• Pimp your smoker – Masterbuilt sells a range of optional accessories including a cold smoking attachment. Great if you want to give cold smoking a go.

What we don’t like:

  • Narrow design – The 30 inch model will be a little narrow for full racks of ribs, so you will need to cut them or roll them to fit.

You can buy any kind of wood chips from your local hardware store, or order different types form Amazon including apple, cherry, hickory, and pecan. While the effect of different types of wood chips is up for debate, it’s fun to see how tweaking small elements can affect the flavor.

The main issues you’re likely to encounter are the inaccurate temperature probe. These are pretty common issues as most manufacturers use cheap probes so you may want to invest in your own thermometer.

An electric smoker like this is going to have more parts that can break down than a charcoal smoker, so there’s more risk you’ll encounter problems with buttons breaking or calibration errors.

The Masterbuilt isn’t a perfect smoker, and it definitely wouldn’t impress a traditionalist. But if you want to eat barbecue without the fuss it’s a good cheap option to get started.

Get the latest price on Amazon.

The best kamado smoker for beginners

Kamado cookers run on charcoal and are much more versatile than dedicatedcharcoal smokers like the Smokey Mountain.

Expensive models are made from ceramic, although now you can get some good budget options made from steel.

Check out our guide to the best kamado grills for more options.

Our top pick – Char-Griller Akorn Kamado

The most popular brands of kamado grill like Big Green Egg and Kamado Joe would be outside most beginner budgets.

The Char-Griller Akorn Kamado uses the same egg shaped design, but switches up the construction to offer better affordability.

You still get excellent insulation and heat retention thanks to the triple wall design. You can easily hold low and slow temperatures for 10+ hours.

You can cook at temperatures between 200-750°F, with temperature settings controlled by the top and bottom dampers.

You get 314 square inches of primary cooking space, plus an extra 133 square inch removable warming rack for a total of 447 square inches.

What we like:

  • Great value entry-level kamado – By using a combination of 22 gauge steel, powder coated and porcelain coated steel the Akorn Kamado is much more affordable. It won’t last quite as long as a ceramic model, but it also isn’t quite as heavy.
  • Versatile grill/smoker combo – With the purchase of the ceramic smoking stone, this becomes a super versatile smoker/grill/oven combo.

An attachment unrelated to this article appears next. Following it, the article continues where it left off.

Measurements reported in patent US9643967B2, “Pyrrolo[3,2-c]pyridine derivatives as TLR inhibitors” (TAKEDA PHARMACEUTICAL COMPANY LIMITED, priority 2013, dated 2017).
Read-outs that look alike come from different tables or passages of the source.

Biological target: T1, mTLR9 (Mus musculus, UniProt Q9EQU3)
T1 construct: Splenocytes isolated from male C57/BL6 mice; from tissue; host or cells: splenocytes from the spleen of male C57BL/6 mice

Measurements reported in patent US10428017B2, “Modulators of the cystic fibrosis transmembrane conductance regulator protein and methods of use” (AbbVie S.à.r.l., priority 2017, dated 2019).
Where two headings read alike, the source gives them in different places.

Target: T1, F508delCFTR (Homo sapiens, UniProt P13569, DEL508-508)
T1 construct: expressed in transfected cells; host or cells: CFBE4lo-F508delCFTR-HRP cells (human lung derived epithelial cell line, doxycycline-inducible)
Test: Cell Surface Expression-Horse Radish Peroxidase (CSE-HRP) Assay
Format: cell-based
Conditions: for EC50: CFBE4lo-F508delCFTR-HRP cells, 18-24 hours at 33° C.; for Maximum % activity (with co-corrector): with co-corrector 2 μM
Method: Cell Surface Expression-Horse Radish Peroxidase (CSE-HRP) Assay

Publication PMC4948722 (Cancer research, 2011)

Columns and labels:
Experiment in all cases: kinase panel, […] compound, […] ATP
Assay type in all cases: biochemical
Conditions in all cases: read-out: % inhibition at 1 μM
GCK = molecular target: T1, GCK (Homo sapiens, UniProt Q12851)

What we don’t like:

  • The cart could be a little more stable – Should be fine if you’re not wheeling it around a lot.
  • Low quality thermometer – Not a large problem if you can get your hands on a quality third party thermometer.

Get the latest price on Amazon.

How to choose your first smoker

Some smokers are more forgiving than others. You’ll have a heck of a lot more fun (and impress your friends and family a lot more) if you spend a little time learning what makes a great first smoker.

Each of the smokers covered above is a solid choice for the amateur pit master.

But how do you choose which one is right for YOU?

The answers easy if you want to be traditional. Just get yourself a charcoal Weber Smokey Mountain and then get on with it.

But if you’re still not sure we’ve broken the process down into 3 steps.

Step 1: Determine your budget

Since this is your first smoker, the budget is likely one of your top concerns. Some of you may already have a price point in mind.

When it comes to budgeting for your first smoker there are two schools of thought.

Option 1 – Buy a cheap smoker to learn on then upgrade later

You could go down to your local hardware store and pick up a cheap smoker for $50-$100. If you’re still using it and having fun after a season, then you can invest in a better quality smoker.

The problem with doing this is that cheap smokers kind of suck.

A lot.

With a cheap smoker you’re going to spend more time struggling with temperature control due to poor heat retention.

Think about it like this. Is there any point buying the cheapest guitar to learn on, when even Santana himself couldn’t make it sound good?

We don’t think so. That’s why we haven’t recommended any cheap smokers.

The good news is that if your budget absolutely can’t stretch, then you can still get a high quality Weber Kettle and use it as a combo smoker / grill.

Option 2: Spend a little bit extra to start with

If your budget can stretch past $200 then your options for a good first smoker open way up. At this price point, you can even get a smoker that’s good enough to compete with.

If you absolutely can’t stretch your budget, keep an eye out on Craigslist or eBay. Old smokers still work great especially after a clean up.

Now you can have your budget sorted, it’s time to learn what type of smoker is right for you.

Step 2: Decide what type of smoker to buy

Throughout this guide, we’ve referred to different types of smokers like “gas’, “charcoal”, “pellet” and “electric.

These are all really just different types of heat.

Each of these types of smoker has their own pros and cons and require different skills to master.

Maybe it’s because barbecue attracts a lot of old school types, but there are some silly notions out there that unless you’re slaving over an offset barrel smoker for 16+ hours using aged hickory logs, then you’re not cooking “real barbecue”.

Let’s get something straight.

All kinds of smokers can produce delicious barbecue. Charcoal, electric, gas, and pellets are all just sources of heat. There’s really no such thing as the best type of smoker for a beginner. Each has its own pros and cons.

We’ve outlined the main types of smoker below.

Charcoal smokers

Think about how involved you want to be in the smoking process. A lot of people (including us) love the interactive nature of charcoal.